Bond is a debt security issued by the government/corporation or any other entity to raise funds. It is a contract to repay borrowed money with interest at fixed dates (it is like a loan where the issuer is the borrower and the holder is the lender).
|Debt instruments||Equity instruments|
|By purchase of bond an investor becomes a creditor/lender to the corporation||By purchase of equity an investor becomes an owner in the corporation|
|In case of bankruptcy, bondholder gets paids before the stakeholder||In case of bankruptcy, shareholder gets paids after the bondholder|
|Bondholder has no voting rights||Shareholder has no voting rights|
|Bondholder receives the coupon payments but no dividend payments||Shareholder receives the dividend payments but no coupon payments|
|Coupon payment is an obligation||Dividend payment is non-obligatory|
|Bonds Issuer||Bond investor|
|Domestic and international markets accessibility||Gets access to the credit risk of the issuer as per the bond rating|
|Capital is raised without parting with the ownership of the organisation||Enable diversification to investment portfolio|
|Liquidity through access to a secondary market|
|Periodic returns on the investment, subjects to the credit risk of the issuer|
|Opportunity to trade in the bonds for sophisticated investors|
There are multiple types of Bonds which are differentiated by their varying payment features
The term Fixed Rate Bond is an interest-bearing deposit made for a fixed length of time that provides the depositor with little or no access to their funds, similar to a Certificate of Deposit (CD). In other countries, a Fixed Rate Bond is a security issued by a government or business corporation which pays out a fixed interest rate on the amount of the face value of the security. Such Fixed Rate Bonds are long term securities.
Floating Rate Bond is a bond whose interest amount fluctuates with the market interest rates or some other external measure. Price of Floating Rate Bonds remain relatively stable because neither a capital gain nor a capital loss occurs as market interest rates go up or down.
Subordinate Bond is a bond that, in the event of liquidation, is prioritised lower than other types of bonds. For example, a subordinate bond may be an unsecured bond, which has no collateral. Should the issuer be liquidated, all secured bonds and similar debts must be repaid before the subordinated bond is repaid. A subordinate bond is high in risk but also pays higher returns than other bonds.
A bond that can be converted into a predetermined amount of the company’s equity at certain times during its life, usually at the discretion of the bondholder. These are also referred to as CVs.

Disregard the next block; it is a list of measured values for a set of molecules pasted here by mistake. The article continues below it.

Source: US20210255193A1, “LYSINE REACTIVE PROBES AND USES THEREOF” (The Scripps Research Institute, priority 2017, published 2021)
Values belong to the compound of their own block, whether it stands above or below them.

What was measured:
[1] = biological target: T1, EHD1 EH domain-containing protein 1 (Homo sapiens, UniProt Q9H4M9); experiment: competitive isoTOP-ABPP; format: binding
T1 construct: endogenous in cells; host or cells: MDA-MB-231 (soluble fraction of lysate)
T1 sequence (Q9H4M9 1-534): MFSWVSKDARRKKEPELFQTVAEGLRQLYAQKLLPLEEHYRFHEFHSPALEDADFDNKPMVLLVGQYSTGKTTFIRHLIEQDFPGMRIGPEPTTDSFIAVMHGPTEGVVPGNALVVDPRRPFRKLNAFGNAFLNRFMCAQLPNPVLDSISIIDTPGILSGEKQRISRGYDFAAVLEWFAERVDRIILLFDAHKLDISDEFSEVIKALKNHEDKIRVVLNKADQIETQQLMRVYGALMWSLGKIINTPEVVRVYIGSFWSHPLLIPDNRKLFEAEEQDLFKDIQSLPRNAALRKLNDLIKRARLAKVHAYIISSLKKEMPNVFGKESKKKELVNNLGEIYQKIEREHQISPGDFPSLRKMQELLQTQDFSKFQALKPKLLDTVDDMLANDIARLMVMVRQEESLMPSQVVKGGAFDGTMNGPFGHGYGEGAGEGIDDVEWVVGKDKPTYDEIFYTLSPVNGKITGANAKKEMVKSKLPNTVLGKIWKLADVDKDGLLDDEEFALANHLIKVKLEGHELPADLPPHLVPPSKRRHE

A debt security that doesn’t pay interest (a coupon) but is traded at a deep discount, giving profit at maturity when the bond is redeemed for its full face value.
A bond investor takes credit risk on the issuer.
|Credit Risk||Is the issuer risk - i.e., the risk that the issuer may default on the principle or coupon payments. A bond is not a fixed deposit. The price and yield of a bond is heavily linked to intrest rates|
|Price Risk||> A downgrade in the rating of a bond will adversely affect the price of the bond|
|Reinvesment Risk||Intermediate coupons will have to be invested at prevailing intrest rates|
|Market Risk||Higher than the purchase for the bondholder.|
Upon investing in a bond, you can choose to hold on to it till its maturity. At the end of the term, you will recover the principal repayment and receive the scheduled coupon payments in the intervening period.
Before its maturity date, you can also sell the bond in the open secondary bond market as the bondholder. In the market, you can monitor bond prices and trade them in an attempt to accrue capital gains.
When interest rates rise, bond prices fall and vice versa.
When new bonds are issued, they carry coupon rates at or close to the prevailing market interest rate. Interest rates and bond prices have an ‘inverse relationship’ - when one goes up, the other goes down. To understand how the prevailing market interest rate impact the value of a bond one needs to understand the concept of ‘opportunity cost’.
Investors constantly compare the returns on their current investments to what they could get elsewhere in the market. As market interest rates change, a bond’s coupon rate - which is fixed - becomes more or less attractive to investors, who are therefore willing to pay more or less for the bond itself.
Suppose Company X offers a new issue of bonds carrying a 7% coupon. After evaluating your investment alternatives, you decide this is a good deal, so you purchase a bond at its par value, AED 1,000. This means it would pay you AED 70 a year in interest.
Now let’s suppose that later that year, interest rates in general go up. If new bonds from Company Y costing AED 1,000 are paying an 8% coupon (AED 80 a year in interest), buyers will be reluctant to pay you face value (AED 1,000) for your 7% X bond. In order to sell, you’d have to offer your bond at a lower price - a discount - that would enable it to generate approximately 8% to the new owner.
Similarly, if rates dropped to below your original coupon rate of 7%, your bond would be worth more than AED 1,000. It would be priced at a premium, since it would be carrying a higher interest rate than what was currently available on the market.